Arable farmers warned to act on environment campaign
ARABLE farmers in England have been urged to turn ‘good intentions into action’ in response to concerns over the limited impact so far of the Campaign for the Farmed Environment (CFE).
The results of a Defra survey monitoring farmers’ response to the campaign showed 40 per cent of farmers had no intention of taking any action in response to the campaign.
Of 3,000 farmers surveyed in February and March, a quarter had taken action in direct response to the campaign and, of the remaining 75 per cent, half intended to do so in future.
The survey showed 58 per cent had ‘good’ or ‘some’ understanding of the campaign, while 42 per cent had ‘limited, little or no idea’ of what the campaign is about.
The campaign was launched last November, after former Defra Secretary Hilary Benn agreed to a voluntary industry-led policy to replace the environmental benefits of set-aside, rather than new regulation requiring farmers in England to manage land for environmental purposes.
The catch was that the threat of regulation would always be there if the campaign failed to deliver environmental benefits on a voluntary basis, with a number of targets set to measure success.
Campaign leaders acknowledged that more needs to be done on farms to ensure the campaign delivers its aims, a message that will be driven home at next week’s Cereals 2010 event, in Cambridgeshire.
Country Land and Business Association president William Worsley said: “It’s encouraging to see that so many farmers and land managers are behind the Campaign but we must not become complacent. Now is the time to turn supportive words into action.”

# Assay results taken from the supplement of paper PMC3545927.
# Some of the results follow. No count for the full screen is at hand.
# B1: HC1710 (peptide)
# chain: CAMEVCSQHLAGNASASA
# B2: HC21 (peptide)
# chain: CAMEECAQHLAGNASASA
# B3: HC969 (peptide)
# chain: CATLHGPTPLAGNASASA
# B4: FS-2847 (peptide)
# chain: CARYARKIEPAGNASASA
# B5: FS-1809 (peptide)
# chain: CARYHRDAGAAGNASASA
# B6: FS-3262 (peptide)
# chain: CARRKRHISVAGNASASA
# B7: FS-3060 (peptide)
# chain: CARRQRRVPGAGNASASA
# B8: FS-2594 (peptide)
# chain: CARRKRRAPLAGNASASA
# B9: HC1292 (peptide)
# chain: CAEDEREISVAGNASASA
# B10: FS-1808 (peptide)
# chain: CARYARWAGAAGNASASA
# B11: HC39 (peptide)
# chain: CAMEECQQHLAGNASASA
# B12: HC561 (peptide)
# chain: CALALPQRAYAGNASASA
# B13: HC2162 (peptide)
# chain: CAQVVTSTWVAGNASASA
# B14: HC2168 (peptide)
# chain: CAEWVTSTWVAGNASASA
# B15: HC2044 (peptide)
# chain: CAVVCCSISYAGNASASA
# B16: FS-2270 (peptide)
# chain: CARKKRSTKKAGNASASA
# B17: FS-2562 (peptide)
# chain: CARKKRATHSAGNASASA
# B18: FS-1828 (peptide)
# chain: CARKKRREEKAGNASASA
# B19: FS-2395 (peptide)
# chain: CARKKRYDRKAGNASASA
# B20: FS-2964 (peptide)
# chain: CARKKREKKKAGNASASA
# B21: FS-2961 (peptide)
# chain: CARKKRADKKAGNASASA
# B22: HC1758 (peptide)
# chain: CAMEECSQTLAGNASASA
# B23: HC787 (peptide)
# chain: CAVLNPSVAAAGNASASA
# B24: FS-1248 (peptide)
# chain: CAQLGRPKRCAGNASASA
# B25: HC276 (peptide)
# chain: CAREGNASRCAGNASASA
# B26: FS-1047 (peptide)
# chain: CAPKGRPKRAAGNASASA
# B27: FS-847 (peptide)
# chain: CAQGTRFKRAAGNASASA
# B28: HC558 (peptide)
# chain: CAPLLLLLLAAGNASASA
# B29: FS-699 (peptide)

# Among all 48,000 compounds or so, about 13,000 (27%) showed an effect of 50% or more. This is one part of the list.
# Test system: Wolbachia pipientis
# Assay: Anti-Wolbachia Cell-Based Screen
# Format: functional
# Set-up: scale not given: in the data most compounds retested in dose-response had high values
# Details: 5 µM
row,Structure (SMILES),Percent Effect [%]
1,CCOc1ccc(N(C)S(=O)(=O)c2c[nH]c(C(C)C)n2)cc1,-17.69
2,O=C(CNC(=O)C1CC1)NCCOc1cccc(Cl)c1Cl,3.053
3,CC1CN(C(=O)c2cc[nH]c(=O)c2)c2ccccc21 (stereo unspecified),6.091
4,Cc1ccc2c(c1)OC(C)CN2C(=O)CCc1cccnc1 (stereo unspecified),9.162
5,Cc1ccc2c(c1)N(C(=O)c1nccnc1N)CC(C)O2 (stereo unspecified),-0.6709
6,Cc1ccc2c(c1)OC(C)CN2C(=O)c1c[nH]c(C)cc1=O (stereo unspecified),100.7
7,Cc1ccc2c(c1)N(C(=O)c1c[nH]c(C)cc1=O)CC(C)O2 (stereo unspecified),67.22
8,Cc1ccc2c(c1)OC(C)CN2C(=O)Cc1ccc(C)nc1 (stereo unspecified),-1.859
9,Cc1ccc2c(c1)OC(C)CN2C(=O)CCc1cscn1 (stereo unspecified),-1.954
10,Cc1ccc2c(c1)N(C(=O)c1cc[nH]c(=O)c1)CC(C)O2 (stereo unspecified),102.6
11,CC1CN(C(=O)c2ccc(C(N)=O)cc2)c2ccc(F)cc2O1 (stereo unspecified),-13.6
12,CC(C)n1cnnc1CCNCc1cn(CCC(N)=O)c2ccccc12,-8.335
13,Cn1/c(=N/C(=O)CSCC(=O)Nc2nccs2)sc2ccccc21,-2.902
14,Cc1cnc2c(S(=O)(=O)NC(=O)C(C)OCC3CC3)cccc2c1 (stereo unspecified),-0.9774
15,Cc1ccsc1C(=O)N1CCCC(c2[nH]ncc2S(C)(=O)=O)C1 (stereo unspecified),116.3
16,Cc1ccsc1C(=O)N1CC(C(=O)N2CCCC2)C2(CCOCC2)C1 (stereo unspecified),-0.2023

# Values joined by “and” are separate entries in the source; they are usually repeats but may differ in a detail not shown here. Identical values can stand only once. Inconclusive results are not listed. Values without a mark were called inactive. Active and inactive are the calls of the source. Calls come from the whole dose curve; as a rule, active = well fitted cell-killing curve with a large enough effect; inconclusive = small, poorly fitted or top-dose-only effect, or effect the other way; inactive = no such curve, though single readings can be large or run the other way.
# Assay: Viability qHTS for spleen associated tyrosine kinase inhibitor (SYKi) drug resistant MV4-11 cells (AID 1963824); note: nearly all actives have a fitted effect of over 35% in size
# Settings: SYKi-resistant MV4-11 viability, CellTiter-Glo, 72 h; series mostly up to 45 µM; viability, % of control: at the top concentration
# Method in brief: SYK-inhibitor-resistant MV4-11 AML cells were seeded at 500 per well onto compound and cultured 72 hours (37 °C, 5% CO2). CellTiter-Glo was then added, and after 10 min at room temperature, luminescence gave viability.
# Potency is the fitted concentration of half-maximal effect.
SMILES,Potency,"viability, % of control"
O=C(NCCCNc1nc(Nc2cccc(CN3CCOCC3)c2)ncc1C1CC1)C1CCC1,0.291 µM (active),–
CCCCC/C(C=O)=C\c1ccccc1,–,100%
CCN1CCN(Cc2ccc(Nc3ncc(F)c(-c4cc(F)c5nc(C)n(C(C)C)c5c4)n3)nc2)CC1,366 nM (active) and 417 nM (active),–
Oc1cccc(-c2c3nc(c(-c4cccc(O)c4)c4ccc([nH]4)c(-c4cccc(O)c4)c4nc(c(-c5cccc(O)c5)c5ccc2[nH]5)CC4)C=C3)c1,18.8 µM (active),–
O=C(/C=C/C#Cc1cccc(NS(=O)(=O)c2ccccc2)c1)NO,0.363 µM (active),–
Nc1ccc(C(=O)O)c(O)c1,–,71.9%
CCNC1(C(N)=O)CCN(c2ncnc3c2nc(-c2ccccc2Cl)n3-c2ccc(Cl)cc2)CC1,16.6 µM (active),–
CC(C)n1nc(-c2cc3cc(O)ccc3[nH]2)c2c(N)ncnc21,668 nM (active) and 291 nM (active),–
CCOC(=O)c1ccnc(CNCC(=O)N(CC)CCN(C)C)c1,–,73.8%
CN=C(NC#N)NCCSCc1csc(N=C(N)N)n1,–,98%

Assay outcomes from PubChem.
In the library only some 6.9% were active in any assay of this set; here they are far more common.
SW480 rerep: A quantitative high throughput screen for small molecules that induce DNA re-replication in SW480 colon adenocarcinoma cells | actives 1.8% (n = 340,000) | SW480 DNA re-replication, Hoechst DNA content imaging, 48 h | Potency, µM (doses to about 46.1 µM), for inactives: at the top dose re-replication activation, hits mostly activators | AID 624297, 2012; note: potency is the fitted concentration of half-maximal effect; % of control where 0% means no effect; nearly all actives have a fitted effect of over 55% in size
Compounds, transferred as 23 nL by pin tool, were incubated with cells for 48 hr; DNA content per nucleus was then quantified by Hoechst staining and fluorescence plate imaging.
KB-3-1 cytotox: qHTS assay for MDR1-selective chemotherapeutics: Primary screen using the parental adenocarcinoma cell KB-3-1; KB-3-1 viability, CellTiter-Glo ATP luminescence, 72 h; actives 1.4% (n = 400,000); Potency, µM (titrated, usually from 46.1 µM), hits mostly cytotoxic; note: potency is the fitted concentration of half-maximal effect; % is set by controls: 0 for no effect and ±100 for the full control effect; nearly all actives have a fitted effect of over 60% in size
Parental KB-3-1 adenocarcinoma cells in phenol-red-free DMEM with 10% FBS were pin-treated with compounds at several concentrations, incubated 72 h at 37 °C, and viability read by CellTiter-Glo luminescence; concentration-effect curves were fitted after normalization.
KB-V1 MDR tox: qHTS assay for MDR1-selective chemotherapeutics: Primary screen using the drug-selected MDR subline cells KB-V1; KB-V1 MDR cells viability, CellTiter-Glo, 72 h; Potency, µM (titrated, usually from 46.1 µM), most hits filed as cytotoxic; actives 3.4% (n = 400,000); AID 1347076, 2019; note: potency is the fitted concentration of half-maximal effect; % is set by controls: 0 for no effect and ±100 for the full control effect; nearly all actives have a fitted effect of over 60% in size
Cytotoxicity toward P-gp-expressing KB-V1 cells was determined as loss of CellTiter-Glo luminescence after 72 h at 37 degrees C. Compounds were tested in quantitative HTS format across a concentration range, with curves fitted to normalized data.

NFU president Peter Kendall warned that the threat of regulation remained, despite the change of Government. He highlighted the contrasting situation in France, where by 2012, farmers will be required to enter 5 per cent of land into agri-environment schemes.
“We have been given the opportunity to work with others to show we can both produce food and care for the environment. We have now reached a critical point where good intentions need to be turned into action for the initiative to meet the scheme’s targets and avoid regulation in the future,” he said.
He said Cereals would be ‘a really good opportunity to reiterate again that it is not a big ask’.
The RSPB, which initially campaigned for a statutory policy but is supporting the campaign, said the survey showed the ‘challenge the Campaign has ahead of it to get the farming industry fully engaged in making sure its aims are met’.
The Campaign to Protect Rural England said it had ‘serious concerns’ over the survey’s results and warned farmers were in anger of scoring an ‘own goal’.